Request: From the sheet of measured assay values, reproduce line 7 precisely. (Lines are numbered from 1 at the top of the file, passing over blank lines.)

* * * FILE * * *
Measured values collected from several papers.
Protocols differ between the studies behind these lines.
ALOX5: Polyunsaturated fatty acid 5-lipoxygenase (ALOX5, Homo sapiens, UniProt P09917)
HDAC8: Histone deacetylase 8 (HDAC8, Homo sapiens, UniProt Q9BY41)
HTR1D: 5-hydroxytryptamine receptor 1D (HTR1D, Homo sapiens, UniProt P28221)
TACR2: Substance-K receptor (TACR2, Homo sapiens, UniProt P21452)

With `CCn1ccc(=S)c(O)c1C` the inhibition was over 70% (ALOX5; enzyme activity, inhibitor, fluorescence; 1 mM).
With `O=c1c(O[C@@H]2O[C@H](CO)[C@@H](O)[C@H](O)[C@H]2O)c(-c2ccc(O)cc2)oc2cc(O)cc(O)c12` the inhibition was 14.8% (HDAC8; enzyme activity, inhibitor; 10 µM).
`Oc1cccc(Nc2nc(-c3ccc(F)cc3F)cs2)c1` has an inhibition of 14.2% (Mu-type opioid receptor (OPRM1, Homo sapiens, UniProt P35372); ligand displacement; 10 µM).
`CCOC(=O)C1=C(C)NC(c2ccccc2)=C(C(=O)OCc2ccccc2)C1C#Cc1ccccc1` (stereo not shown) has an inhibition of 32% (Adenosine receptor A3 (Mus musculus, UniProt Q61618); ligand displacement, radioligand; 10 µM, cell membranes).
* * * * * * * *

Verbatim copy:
With `CCn1ccc(=S)c(O)c1C` the inhibition was over 70% (ALOX5; enzyme activity, inhibitor, fluorescence; 1 mM).